GRAND RAPIDS — After Sting sings at Van Andel Arena on Sunday, members of the Convention and Arena Authority could be whistling while they work when they get together for their monthly meeting the following week.
The performance from the former vocalist of The Police will mark the 22nd concert to play the arena this fiscal year, just one short of the goal arena manager SMG set last June when the firm released the building’s FY05 budget. And at least three more concerts are booked for the arena before the fiscal year ends on June 30. So the year could finish with 25 shows, two more than the 23 SMG projected.
Reaching and surpassing that number is vital for the operational budget of not just the arena but also DeVos Place, the convention center. The arena surplus, expected to be $1.32 million, will allow the CAA to cover the $1.27 million loss projected for DeVos Place.
Concert revenue contributes about 54 percent of all the income the arena generates, and each show is worth roughly $65,000 to the building. This year SMG was looking to get $1.51 million of the arena’s total revenue of $2.81 million from concerts, and Chris Machuta, SMG director of finance, thinks whether or not they will hit that figure will go right down to the wire.
“That is still a little bit in question. A lot is going to depend on ticket sales for Tom Petty and how that one ends up doing. He is here the end of June, more than likely the last event we will host before the end of the fiscal year,” said Machuta.
“Right now, the number (of concerts) will probably be 25. That is what we will have for the fiscal year,” he added.
But just because the arena reaches its concert goal doesn’t mean that the building will hit its revenue mark. How much concertgoers spend at a show is almost as fiscally important as how many show up for one. Thirty-two percent of the total concert revenue, or $483,000, is expected to come from concession sales. Based on 184,000 concert tickets being sold for the fiscal year, that means each attendee has to spend $2.62 on food and beverages.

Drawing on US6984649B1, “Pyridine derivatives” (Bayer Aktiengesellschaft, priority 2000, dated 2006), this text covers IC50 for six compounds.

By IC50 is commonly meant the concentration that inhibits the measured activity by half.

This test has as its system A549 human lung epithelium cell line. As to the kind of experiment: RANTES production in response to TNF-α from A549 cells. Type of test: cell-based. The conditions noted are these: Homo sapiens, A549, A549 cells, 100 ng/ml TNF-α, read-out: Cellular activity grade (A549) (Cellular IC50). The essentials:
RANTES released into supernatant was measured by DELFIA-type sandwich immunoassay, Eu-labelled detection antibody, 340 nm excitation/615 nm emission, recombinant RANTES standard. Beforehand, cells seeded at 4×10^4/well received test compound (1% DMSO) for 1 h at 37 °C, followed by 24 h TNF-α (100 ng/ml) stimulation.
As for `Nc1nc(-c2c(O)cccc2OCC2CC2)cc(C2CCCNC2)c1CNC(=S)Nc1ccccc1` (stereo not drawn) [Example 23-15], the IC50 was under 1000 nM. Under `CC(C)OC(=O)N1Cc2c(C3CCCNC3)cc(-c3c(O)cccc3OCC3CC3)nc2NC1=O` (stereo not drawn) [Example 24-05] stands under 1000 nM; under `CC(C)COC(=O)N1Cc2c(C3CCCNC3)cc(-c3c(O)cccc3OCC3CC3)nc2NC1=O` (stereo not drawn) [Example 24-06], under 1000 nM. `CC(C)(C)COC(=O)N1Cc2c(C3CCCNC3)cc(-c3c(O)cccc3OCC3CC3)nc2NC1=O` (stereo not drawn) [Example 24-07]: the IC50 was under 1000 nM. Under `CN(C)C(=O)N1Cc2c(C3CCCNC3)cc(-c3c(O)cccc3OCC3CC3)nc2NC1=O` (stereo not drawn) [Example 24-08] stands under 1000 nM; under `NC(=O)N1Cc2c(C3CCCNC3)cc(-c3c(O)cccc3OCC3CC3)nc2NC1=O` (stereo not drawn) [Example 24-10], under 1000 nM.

But, believe it or not, not all concerts manage to even reach that conservative figure.
Machuta said the arena had a run of four concerts this winter that sold plenty of tickets but didn’t deliver much in the way of concession spending. The Yanni show, in fact, only averaged 98 cents worth of food-and-beverage sales from each ticket-holder.
“These are great events but we don’t necessarily see a huge boon to the bottom line like you might expect from a sold-out concert vs. a Motley Crue, which is coming at the end of April and will have maybe 8,500 to 9,000 people here. But the food and beverage will be significantly stronger for that one,” said Machuta.
Compare the Yanni concessions take to the near $8-per-person that people spent at the Kenny Chesney shows and it becomes apparent that for SMG, it’s not just about booking a show but more about booking the right show.
Early in the fiscal year, though, it didn’t look like SMG would come close to holding 23 concerts at the arena, and Machuta said a couple of events helped turn that tide.
Getting the second Chesney concert was one. That only happened because the Grand Rapids Griffins moved one of its home games, allowing the arena to sign the popular country crooner to a second show. Booking the very first arena performance of Sting was the second. His Broken Music Tour, which hits the arena April 24, is mostly only stopping at college campuses.
“We’re probably only one of maybe two venues that are not college buildings. He is doing a college tour and we worked rather hard in trying to convince his agent. Finally, he relented. It wasn’t like it was going to be his third trip here. Sunday is the first time he is ever going to be in town,” said Machuta.
“The combination (of Chesney and Sting) kind of bailed us out here for the fiscal year. So the big thing now will be how well Tom Petty and the Black Crowes do, because that date will be a good food and beverage night for us. If we miss the $1.5 million, it won’t be by much.”